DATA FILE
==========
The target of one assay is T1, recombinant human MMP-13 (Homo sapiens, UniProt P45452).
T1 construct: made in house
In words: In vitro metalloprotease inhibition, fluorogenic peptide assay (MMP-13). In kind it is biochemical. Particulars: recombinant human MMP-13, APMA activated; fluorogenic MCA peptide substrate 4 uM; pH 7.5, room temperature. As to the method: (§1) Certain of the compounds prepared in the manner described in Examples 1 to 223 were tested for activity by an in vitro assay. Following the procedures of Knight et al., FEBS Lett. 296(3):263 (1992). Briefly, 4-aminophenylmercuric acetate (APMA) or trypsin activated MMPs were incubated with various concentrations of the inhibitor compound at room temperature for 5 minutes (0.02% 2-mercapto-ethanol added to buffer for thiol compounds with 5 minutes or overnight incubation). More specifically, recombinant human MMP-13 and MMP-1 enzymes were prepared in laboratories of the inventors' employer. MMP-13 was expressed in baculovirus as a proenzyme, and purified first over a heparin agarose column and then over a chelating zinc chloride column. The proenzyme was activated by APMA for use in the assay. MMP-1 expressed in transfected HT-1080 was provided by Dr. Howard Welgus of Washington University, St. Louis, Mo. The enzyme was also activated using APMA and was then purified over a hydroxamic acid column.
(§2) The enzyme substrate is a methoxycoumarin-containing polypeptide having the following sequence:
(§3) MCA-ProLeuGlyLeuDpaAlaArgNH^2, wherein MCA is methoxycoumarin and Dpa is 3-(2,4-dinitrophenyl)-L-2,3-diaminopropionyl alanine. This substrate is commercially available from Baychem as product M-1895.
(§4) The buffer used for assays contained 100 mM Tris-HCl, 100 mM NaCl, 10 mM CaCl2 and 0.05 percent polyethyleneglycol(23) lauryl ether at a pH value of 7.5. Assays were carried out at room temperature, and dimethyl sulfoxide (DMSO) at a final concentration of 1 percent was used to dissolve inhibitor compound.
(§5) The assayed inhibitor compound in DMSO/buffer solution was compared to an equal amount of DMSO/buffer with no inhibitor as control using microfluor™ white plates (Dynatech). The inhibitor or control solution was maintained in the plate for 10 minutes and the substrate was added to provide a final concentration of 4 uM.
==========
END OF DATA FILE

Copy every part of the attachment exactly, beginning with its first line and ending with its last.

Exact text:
The target of one assay is T1, recombinant human MMP-13 (Homo sapiens, UniProt P45452).
T1 construct: made in house
In words: In vitro metalloprotease inhibition, fluorogenic peptide assay (MMP-13). In kind it is biochemical. Particulars: recombinant human MMP-13, APMA activated; fluorogenic MCA peptide substrate 4 uM; pH 7.5, room temperature. As to the method: (§1) Certain of the compounds prepared in the manner described in Examples 1 to 223 were tested for activity by an in vitro assay. Following the procedures of Knight et al., FEBS Lett. 296(3):263 (1992). Briefly, 4-aminophenylmercuric acetate (APMA) or trypsin activated MMPs were incubated with various concentrations of the inhibitor compound at room temperature for 5 minutes (0.02% 2-mercapto-ethanol added to buffer for thiol compounds with 5 minutes or overnight incubation). More specifically, recombinant human MMP-13 and MMP-1 enzymes were prepared in laboratories of the inventors' employer. MMP-13 was expressed in baculovirus as a proenzyme, and purified first over a heparin agarose column and then over a chelating zinc chloride column. The proenzyme was activated by APMA for use in the assay. MMP-1 expressed in transfected HT-1080 was provided by Dr. Howard Welgus of Washington University, St. Louis, Mo. The enzyme was also activated using APMA and was then purified over a hydroxamic acid column.
(§2) The enzyme substrate is a methoxycoumarin-containing polypeptide having the following sequence:
(§3) MCA-ProLeuGlyLeuDpaAlaArgNH^2, wherein MCA is methoxycoumarin and Dpa is 3-(2,4-dinitrophenyl)-L-2,3-diaminopropionyl alanine. This substrate is commercially available from Baychem as product M-1895.
(§4) The buffer used for assays contained 100 mM Tris-HCl, 100 mM NaCl, 10 mM CaCl2 and 0.05 percent polyethyleneglycol(23) lauryl ether at a pH value of 7.5. Assays were carried out at room temperature, and dimethyl sulfoxide (DMSO) at a final concentration of 1 percent was used to dissolve inhibitor compound.
(§5) The assayed inhibitor compound in DMSO/buffer solution was compared to an equal amount of DMSO/buffer with no inhibitor as control using microfluor™ white plates (Dynatech). The inhibitor or control solution was maintained in the plate for 10 minutes and the substrate was added to provide a final concentration of 4 uM.